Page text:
Why are Giraffes a Vulnerable Species?
Due to habitat loss and poaching, the number of giraffes is dwindling rapidly. This "silent extinction" as experts call it, has been happening unnoticed for too long. The "gentle giants," as Sir David Attenborough calls them, have been placed on the Red List of vulnerable species.
Conservationists have found less than 100,000 giraffes are now left in their natural habitat. The population of giraffes worldwide has plummeted by as much as 40% in the past 30 years. Previously classed as “of least concern,” the IUCN now lists them as “vulnerable to extinction.”
Overall, giraffes have declined in numbers because of habitat loss, illegal hunting, and poaching. Stay with us at AnimalWised to learn more about why are giraffes a vulnerable species and what got us to this worrying situation.
How many giraffes are left in the wild?
One of the factors scientists look at to see whether giraffes are a vulnerable species is the population numbers. The updated Red List of 2016 compiled by the International Union for the Conservation of Nature warns of how the scale of global extinction crisis may be higher than previously envisioned.
Giraffes were once widely found in Southern and Eastern Africa. A smaller sub-population was also living in Western and Central Africa. However, numbers have fallen from 151,702 - 163,452 animals in 1985 to only 97,562 in 2015, according to the IUCN. There are many reasons why the giraffe population has decreased, and one of them is our growing human population and its hugely negative impact.
What does vulnerable mean?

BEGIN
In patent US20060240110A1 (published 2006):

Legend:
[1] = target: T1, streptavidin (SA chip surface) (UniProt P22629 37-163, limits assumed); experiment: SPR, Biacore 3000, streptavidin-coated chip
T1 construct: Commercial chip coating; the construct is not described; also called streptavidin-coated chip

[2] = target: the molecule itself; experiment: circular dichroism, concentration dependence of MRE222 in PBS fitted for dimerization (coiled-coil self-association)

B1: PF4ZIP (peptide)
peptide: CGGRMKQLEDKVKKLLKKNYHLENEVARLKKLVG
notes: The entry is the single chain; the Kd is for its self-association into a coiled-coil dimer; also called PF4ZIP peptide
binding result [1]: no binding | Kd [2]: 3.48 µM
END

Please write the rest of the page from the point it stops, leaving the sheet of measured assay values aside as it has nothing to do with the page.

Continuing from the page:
When we say that "giraffes are a vulnerable species" we are referring to officially vulnerable status. This conservation rank means the animal is facing extinction in the wild in the coming future if efforts are not made to minimize threats to either habitat or life.
The next statuses for the giraffe could be endangered, critically endangered, extinct in the wild and extinct if the situation does not improve. Giraffes are commonly seen on safaris and in zoos, which makes most of the population unaware of their real danger, but conservationists caution that the majestic animal is on the path to extinction.
With the decline of 40 percent in the past three decades, giraffes are under threat in East, West and Central Africa.
Sticking out the neck for the world's tallest animal?
Giraffes face two major threats which have led to their being declared vulnerable animals – encroachment of urban areas and poaching.
Poaching, in fact, has become a critical problem. From being slaughtered for meat to murdered for their tails, the giraffe is rapidly vanishing from Africa. The tail of the giraffe is considered a status symbol in some places of Africa, where it is used as a dowry for asking for a bride's hand in marriage.
Arresting plummeting numbers
Giraffes are classified into nine subspecies, five of which are falling in numbers, while two are on the rise and one is stable.
The population of West African giraffes has grown from 50 to 400 today due to efforts of the Niger government and various conservation groups. It will require a herculean effort to protect the giraffe.